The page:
CITY NEWS SERVICE
With two celebrities within their ranks, jurors on Tuesday began deliberating a case brought by the husband-and-wife owners of an El Segundo ad agency, who are seeking more than $240 million from two companies that allegedly stole their idea for marketing a $2 gel pen.
Former “Falcon Crest” star Lorenzo Lamas and Anna Maria Horsford, who had roles in “Amen” and “Friday,” listened intently as attorneys gave their final arguments in trial of the lawsuit brought by Concept Chaser Co. Inc. against the Pentel companies, makers of the HyperG pen.
The jury did not elect either luminary as the foreperson, instead choosing a man whose regular job includes representing the interests of musicians, said Concept Chaser attorney Michael Alder.
The breach-of-contract/fraud suit filed in December 2009 alleges that Pentel of America, located in Torrance, and its parent firm, Tokyo-based Pentel Co. Ltd., stole Concept Chaser’s idea to target younger people instead of doctors, lawyers and other professionals as a way of marketing the HyperG in the U.S. and to hold a contest to come up with the best line concerning the pen’s smooth writing aspects.
The agency’s owners maintain the Pentel companies rejected their marketing plan for the HyperG in 2008 after claiming it was too expensive, but then used their ideas anyway without paying them. They say they hoped to use the Pentel contract to catapult their small agency to prominence.
“There are no legitimate excuses for what they did,” said Alder on behalf of Concept Chaser President Yoshi Hayakawa and his wife, Concept Vice President Clara Goh Hayakawa. “Tell (Pentel) and other companies you have to live with your contracts.”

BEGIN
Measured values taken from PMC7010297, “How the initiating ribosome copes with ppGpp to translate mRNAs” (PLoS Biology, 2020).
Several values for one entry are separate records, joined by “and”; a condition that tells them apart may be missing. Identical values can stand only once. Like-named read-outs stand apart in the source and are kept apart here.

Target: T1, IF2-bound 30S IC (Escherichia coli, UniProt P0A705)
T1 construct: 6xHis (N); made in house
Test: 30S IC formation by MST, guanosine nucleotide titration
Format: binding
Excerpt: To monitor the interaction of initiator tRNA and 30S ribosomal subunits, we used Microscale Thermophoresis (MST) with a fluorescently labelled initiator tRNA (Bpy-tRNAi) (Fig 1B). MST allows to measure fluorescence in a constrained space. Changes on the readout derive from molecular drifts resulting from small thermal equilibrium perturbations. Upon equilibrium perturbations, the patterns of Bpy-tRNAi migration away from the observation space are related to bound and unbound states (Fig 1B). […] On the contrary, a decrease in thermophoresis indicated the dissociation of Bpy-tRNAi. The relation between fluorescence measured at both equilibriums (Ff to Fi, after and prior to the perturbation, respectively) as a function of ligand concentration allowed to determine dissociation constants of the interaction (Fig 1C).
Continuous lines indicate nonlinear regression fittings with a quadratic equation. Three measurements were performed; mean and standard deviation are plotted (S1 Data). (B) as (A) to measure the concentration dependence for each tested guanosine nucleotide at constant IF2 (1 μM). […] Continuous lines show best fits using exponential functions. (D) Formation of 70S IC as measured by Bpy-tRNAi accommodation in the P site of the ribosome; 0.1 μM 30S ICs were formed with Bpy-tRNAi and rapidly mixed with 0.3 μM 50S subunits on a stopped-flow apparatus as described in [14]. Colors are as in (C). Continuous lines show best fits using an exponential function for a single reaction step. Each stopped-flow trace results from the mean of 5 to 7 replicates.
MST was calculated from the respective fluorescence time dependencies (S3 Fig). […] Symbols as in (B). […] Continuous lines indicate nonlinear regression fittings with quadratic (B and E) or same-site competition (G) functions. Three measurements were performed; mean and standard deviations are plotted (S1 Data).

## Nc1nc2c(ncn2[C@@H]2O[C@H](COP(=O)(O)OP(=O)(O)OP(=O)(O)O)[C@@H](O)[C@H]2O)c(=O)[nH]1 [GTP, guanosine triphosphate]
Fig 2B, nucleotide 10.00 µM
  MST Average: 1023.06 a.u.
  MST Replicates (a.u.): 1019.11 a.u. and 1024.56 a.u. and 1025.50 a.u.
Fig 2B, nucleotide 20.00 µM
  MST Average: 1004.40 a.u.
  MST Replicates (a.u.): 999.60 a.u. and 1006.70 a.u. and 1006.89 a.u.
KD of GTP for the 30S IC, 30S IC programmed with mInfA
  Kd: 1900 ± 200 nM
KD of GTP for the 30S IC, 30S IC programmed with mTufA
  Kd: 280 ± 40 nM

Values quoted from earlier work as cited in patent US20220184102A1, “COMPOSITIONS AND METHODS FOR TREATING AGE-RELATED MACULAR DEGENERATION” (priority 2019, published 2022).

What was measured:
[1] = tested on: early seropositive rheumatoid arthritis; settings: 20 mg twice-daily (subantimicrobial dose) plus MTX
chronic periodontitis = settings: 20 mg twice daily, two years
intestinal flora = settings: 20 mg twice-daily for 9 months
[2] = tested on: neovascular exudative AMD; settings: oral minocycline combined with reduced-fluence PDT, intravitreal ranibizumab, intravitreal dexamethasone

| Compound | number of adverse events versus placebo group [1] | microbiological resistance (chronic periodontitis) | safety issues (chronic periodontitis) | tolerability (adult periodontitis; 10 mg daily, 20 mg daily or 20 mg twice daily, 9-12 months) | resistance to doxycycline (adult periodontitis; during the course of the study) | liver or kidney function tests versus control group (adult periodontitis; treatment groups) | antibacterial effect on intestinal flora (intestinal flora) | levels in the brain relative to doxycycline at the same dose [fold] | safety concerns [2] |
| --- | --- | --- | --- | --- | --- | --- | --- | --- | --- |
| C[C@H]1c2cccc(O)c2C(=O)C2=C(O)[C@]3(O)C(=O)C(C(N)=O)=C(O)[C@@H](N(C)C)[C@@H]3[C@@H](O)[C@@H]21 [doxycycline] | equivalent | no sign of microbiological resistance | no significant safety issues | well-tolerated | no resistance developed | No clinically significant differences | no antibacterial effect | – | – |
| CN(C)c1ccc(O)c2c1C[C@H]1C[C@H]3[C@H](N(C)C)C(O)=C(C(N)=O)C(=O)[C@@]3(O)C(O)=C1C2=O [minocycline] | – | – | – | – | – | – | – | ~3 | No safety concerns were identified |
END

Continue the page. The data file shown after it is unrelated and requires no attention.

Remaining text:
But defense attorney Grant Nigolian told jurors that the ideas Concept Chaser alleges were stolen were developed internally by Pentel, including the smooth writing capabilities of the HyperG and the staging of a contest to promote it.
Pentel lawyers say the smooth line concept incorporated a flirtatious connotation — or pickup line — within the contest by asking contest entrants to come up with the “smoothest line.”
Nigolian also scoffed at Goh Hayakaya’s testimony in which she talked about having a strong work ethic. He said she and her husband failed to present a sales plan targeted at professionals, as Pentel requested
“Is giving your client something they never asked for something she believes is a good work ethic?” Nigolian asked.
Nigolian was interrupted during his visual presentation when Lamas asked him to show the jury a document a second time.
“Counsel, I’m sorry, I couldn’t see that,” said the casually dressed, 53-year-old actor.
The 64-year-old Horsford, sitting to Lamas’ left, took extensive notes during the arguments.
Alder, who also is recommending that punitive damages be awarded, said Pentel lawyers did not show jurors anything to disprove his clients’ claim that the contest idea was theirs.
He asked, “Where are the internal documents that say, ‘We (Pentel) created the smooth line contest?’”
But Nigolian said Pentel’s ideas of the smooth line concept to for the HyperG and the contest indeed belonged to his clients. He said there were no documents because much of the promotional material was still being developed.
Yoshi Hayakawa testified that Pentel of America President Isseki Nakayama promised him during a meeting in late 2007 that the company would not use the couple’s ideas about pitching the HyperG without paying Concept Chaser.
“He (Nakayama) told me, ‘Of course not, we’re not going to steal,’”Hayakawa said. “Nothing like that.”
Hayakawa said he believed Nakayama because the two had done business together three years earlier.
Pentel maintains the HyperG is waterproof, that its ink will not fade over time and that users will experience “super smooth writing.”
Nakayama said in January 2008 that the Concept Chaser proposal was not affordable, even though the Pentel executive had said earlier that he had a $1.5 million advertising budget, according to Hayakawa.